Payouts to shareholders from UK-listed companies rose over 6% last year to a record £81bn, according to the latest Janus Henderson Global Dividend Index.
But when stripping out the special payouts, as well as currency fluctuations, underlying UK dividend growth was just 2.8%, below the 3.5% global average.
Big FTSE 100 dividend payers like oil and gas producers BP (BP.) and Royal Dutch Shell (RDSB), pharma giants GlaxoSmithKline (GSK) and AstraZeneca (AZN) and bank HSBC (HSBA) have all barely grown dividends over the past couple of years.
RECORD DECADE UNLIKELY TO BE REPEATED THIS TIME
The dividend report, which looks at dividend payouts from the biggest 1,200 listed firms across the globe, showed that in the last ten years the world’s listed companies have paid their shareholders a whopping $11.4tn in total.
It’s a figure the firm says is unlikely to be repeated this decade, particularly as the ‘extremely strong’ dividend growth of the last decade came off the low base of 2009 following the financial crisis.
Around $1.43tn (£1.1tn) was paid out in dividends in 2019.
From a sector perspective, the fastest growth came from the oil sector, with dividends rising by a tenth, while telecoms saw payouts fall.
The two biggest regions for dividend growth have been North America and Japan.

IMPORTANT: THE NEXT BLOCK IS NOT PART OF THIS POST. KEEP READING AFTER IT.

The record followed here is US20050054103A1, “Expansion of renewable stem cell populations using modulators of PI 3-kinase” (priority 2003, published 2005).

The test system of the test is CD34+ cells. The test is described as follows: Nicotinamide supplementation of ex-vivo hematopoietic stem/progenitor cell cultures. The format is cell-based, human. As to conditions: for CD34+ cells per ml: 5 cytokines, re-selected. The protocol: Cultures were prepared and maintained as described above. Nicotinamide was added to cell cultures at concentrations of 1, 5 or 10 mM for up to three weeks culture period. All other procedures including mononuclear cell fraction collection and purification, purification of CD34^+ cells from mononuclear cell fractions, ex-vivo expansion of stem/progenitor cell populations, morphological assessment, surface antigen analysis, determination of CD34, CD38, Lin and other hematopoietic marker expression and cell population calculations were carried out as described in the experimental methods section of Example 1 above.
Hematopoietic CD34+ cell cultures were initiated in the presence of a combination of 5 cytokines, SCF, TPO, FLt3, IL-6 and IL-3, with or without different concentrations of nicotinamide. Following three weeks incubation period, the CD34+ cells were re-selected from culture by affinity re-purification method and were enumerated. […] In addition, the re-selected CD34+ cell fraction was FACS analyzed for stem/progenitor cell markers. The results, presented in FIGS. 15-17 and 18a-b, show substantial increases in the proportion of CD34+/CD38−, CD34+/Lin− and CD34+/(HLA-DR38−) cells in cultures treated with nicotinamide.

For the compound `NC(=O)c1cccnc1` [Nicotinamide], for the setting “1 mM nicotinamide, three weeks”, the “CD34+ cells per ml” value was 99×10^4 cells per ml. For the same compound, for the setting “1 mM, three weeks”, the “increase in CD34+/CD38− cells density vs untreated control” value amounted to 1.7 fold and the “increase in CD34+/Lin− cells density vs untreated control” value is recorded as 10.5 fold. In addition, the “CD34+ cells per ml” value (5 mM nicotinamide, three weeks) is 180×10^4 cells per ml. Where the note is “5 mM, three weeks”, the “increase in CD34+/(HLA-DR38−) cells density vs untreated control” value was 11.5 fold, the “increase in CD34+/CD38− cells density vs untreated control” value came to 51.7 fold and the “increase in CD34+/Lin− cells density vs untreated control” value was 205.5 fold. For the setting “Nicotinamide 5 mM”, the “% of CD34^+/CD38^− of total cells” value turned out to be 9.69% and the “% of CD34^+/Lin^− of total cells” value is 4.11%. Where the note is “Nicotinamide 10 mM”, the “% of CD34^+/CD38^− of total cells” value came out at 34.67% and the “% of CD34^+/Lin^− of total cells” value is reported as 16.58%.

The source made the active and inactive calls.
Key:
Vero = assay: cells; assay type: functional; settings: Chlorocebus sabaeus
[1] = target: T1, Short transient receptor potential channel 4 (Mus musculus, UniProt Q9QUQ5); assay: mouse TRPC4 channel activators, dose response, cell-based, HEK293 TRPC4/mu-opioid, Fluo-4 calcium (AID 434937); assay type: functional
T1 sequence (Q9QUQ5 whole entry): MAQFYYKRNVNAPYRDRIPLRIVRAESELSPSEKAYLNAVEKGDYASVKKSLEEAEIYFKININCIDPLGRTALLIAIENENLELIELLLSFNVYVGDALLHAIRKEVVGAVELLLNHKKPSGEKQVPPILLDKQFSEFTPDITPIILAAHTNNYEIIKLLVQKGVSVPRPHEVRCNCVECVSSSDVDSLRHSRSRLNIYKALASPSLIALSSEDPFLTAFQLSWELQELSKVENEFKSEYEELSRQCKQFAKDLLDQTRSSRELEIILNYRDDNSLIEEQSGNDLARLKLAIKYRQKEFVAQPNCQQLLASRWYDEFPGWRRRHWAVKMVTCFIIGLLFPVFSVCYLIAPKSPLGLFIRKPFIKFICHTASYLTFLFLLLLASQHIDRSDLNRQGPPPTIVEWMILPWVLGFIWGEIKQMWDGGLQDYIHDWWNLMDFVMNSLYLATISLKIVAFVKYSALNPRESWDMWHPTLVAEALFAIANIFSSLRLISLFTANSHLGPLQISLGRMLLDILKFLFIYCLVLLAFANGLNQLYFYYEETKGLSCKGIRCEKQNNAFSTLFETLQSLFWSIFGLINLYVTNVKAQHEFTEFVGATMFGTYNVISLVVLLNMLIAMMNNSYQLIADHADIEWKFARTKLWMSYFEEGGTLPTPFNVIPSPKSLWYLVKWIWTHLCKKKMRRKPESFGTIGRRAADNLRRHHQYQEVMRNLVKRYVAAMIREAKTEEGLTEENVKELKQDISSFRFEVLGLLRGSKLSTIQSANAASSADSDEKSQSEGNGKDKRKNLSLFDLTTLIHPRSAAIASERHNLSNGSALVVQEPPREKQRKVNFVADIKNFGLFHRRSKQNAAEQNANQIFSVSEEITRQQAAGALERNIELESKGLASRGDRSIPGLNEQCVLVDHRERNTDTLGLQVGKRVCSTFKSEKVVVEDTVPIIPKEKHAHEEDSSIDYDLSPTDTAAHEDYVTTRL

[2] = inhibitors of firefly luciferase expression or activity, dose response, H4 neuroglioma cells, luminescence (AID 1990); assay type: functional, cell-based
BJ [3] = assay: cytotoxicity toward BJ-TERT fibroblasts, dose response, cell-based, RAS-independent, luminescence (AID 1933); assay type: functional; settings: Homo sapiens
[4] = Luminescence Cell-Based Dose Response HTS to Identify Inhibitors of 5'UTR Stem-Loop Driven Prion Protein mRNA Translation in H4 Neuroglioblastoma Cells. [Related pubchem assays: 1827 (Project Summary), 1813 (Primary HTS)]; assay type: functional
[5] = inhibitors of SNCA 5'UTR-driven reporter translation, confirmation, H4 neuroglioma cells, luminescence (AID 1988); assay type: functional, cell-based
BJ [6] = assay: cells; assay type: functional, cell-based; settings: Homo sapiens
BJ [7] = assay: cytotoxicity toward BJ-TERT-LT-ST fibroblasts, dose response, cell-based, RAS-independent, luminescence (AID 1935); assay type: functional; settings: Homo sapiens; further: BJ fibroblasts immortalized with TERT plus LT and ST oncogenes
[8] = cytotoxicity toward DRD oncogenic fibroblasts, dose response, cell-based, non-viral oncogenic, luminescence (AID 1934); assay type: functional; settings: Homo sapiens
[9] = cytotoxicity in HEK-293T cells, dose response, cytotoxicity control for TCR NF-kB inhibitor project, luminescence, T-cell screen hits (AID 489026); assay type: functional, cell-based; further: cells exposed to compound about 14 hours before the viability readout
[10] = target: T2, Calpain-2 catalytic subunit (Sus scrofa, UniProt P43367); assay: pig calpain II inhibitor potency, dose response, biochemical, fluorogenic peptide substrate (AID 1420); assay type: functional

In 2019, US payouts rose 6.8% on an underlying basis, reaching a record $490.8bn, though the second half of the year saw slower growth than the first.
Double-digit dividend increases from almost every bank were the most significant growth driver, while US banking dividends have doubled in the last five years alone.
DIVIDENDS KEY PART OF 'ABENOMICS'
Japan enjoyed its fifth consecutive year of world-beating dividend growth, growing its level of payouts at a higher rate than any other country.
Its benchmark Nikkei 225 index may have gone nowhere over the last couple of years, but payouts to shareholders have soared since Prime Minister Shinzo Abe came to power in December 2012.
A pillar in his ‘Abenomics’ strategy to get Japan’s economy moving again, the Japanese prime minister made improving shareholder returns a priority.
One means of doing so was to encourage Japanese companies, well known for hoarding cash in case they need to fix holes in their balance sheets, to raise dividends instead.
Ben Lofthouse, co-manager of global equity income at Janus Henderson, said the slowing pace of earnings growth in 2019 has inevitably impacted dividends, particularly after a strong two years, but insisted ‘there is still growth’.
He said, ‘The underlying 5.4% increase witnessed in 2019 was in line with the longer-term trend and highlights the resilience of dividends when economies face headwinds.
‘Moreover, taking a global approach to income enables investors to take advantage of the benefits of both geographical and sectoral diversification.
‘For the year ahead, the market expects the global economy and company profits to continue to expand, meaning dividends can grow further. 2020 is on track to deliver the fifth consecutive year of record dividends.’